Whatever the merits of restorative justice, this money also fails to make it to the actual victims of decades of bad policies. State laws governing these grants rarely impose audit requirements on the recipient organizations. Nor do they impose performance metrics by which recipient organizations should demonstrate their proficiency. Grant money can simply be absorbed by the officers and directors of these organizations as salary.

If criminal justice reform advocates are intent on including social equity programs within marijuana legalization laws, those programs need to be redesigned.

First, governments should make it far easier for cannabis entrepreneurs to transition from the illicit to the regulated marketplace. Business licenses that cost millions of dollars to acquire and maintain cannot facilitate social equity.

Second, any benefit intended to compensate drug war victims should be offered directly to those persons. We should not create pathways for nonvictims to intercept this relief.

We believe compensation could be offered to victims without imposing additional burdens on unrelated third parties. A viable way to finance this restitution could be through tax credits offered to marijuana companies that agree to deposit equity shares into a fiduciary account for the benefit of these victims. Over time, the stock portfolio accumulated within this publicly administered trust account would receive earnings distributions or capital gains from which it, in turn, could make ongoing distributions to drug war victims and their direct families.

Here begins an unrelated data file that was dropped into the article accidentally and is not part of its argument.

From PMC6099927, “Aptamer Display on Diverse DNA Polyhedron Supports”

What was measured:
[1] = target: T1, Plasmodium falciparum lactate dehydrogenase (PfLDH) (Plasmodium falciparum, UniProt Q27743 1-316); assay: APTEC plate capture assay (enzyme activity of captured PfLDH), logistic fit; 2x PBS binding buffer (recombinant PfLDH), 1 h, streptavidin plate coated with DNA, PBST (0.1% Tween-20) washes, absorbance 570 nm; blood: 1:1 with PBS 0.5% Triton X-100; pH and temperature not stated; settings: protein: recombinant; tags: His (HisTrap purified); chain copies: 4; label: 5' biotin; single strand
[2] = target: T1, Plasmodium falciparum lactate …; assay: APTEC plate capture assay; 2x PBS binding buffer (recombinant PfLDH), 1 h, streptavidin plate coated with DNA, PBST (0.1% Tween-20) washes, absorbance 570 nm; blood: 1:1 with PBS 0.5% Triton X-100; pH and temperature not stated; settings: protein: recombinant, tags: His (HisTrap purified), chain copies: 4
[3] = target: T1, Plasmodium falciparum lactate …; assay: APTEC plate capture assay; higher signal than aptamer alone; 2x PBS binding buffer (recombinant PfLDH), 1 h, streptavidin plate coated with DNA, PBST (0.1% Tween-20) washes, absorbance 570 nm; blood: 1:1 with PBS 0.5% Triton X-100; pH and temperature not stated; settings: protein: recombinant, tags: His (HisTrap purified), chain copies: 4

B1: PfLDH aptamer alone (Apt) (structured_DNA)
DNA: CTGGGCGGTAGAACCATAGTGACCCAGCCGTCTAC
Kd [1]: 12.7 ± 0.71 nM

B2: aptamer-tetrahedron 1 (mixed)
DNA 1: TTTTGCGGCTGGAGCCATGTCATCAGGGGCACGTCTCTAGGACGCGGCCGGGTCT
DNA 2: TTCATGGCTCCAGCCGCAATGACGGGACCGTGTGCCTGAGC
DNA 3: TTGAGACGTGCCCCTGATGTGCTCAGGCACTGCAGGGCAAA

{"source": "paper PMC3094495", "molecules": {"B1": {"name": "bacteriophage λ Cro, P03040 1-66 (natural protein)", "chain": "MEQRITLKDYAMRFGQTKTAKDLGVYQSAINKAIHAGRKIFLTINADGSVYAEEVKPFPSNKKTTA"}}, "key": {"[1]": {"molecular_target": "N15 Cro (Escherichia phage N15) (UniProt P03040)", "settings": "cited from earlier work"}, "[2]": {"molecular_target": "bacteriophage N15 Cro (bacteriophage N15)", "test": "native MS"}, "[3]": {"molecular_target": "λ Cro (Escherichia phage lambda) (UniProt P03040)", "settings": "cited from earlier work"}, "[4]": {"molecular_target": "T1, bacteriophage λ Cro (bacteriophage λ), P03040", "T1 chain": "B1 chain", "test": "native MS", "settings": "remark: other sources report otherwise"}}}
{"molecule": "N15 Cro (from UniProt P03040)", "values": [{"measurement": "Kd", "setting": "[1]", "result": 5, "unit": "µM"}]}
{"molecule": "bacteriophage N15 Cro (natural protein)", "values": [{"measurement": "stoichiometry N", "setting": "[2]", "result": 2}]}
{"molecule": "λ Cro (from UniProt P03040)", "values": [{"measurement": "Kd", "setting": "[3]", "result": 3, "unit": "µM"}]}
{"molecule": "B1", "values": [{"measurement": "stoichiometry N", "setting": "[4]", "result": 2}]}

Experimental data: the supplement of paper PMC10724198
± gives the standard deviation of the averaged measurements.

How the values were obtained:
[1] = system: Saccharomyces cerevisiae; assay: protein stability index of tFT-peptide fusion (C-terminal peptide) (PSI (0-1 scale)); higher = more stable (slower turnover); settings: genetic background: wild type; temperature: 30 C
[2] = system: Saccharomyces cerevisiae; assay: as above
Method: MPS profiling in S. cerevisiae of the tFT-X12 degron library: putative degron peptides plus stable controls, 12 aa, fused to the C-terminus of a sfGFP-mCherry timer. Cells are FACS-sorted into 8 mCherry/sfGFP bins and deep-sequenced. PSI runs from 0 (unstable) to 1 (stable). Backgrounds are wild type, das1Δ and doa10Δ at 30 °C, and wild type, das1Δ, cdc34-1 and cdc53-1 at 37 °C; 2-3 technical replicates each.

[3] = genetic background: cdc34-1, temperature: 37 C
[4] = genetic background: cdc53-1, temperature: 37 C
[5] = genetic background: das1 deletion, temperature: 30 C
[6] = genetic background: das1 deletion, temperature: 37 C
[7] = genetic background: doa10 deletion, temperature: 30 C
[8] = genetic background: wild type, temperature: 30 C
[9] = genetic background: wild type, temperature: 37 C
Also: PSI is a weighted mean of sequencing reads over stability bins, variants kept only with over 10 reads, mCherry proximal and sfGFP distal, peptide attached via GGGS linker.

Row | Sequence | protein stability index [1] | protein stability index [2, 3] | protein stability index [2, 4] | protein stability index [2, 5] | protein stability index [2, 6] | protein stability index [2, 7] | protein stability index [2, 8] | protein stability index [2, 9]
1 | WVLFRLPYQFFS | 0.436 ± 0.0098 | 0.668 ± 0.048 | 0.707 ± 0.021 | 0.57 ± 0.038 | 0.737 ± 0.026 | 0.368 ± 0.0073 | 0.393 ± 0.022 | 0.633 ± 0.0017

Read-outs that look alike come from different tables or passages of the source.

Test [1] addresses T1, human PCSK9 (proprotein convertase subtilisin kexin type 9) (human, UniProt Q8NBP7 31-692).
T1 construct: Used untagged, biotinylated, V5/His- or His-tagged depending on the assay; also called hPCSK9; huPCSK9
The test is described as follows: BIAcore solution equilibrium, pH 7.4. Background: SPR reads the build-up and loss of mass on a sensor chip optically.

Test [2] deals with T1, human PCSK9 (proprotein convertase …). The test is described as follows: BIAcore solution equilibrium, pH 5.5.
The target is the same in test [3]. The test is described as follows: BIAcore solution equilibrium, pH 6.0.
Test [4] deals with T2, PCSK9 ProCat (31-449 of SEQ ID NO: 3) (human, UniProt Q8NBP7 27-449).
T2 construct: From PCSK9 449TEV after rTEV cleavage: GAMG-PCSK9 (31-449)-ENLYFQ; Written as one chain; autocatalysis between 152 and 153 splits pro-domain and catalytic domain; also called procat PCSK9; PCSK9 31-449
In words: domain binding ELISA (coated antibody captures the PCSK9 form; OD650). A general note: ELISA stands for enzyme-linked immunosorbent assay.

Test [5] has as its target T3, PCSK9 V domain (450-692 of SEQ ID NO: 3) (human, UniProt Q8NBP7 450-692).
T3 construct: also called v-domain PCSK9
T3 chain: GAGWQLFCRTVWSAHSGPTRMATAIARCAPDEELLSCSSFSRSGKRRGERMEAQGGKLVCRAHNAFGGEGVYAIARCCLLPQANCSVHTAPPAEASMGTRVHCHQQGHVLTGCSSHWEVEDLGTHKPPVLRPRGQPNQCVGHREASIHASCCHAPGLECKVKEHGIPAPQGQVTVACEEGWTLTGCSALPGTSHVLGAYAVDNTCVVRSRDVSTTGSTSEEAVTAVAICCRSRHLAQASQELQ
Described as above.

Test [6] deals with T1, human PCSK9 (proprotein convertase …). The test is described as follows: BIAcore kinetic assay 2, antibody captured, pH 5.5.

This would be in the companies’ interests because it would reduce their tax bills and improve immediate cash flow. While the tax system is already overcomplicated and special tax breaks should be eliminated, this approach makes sense because cannabis taxes are frequently excessive.

We don’t believe it’s prudent to assess taxes to finance restorative justice payments. Many taxpayers never consented to the drug war and shouldn’t be penalized because the government enforced drug laws in arbitrary and discriminatory ways. Excise taxes on legal marijuana products are viewed as social equity efforts but make these products uncompetitive with illicit competitors and allow those illicit competitors to thrive by providing far less expensive products even after states legalize marijuana. 

Individuals who suffered the gravest injuries directly as a result of cannabis criminalization—having their freedom stripped, their families shattered, their lives stunted and their economic opportunities blunted—are still owed true restorative justice.

Social equity should not simply be a false mantra for politically connected and well-capitalized opportunists to distort new marijuana markets or exploit the public purse. We believe there is ample evidence showing the drug war was designed and executed to be discriminatory, but efforts toward restorative justice should not enable corruption nor create new injustices.

A version of this article first appeared in Marijuana Moment.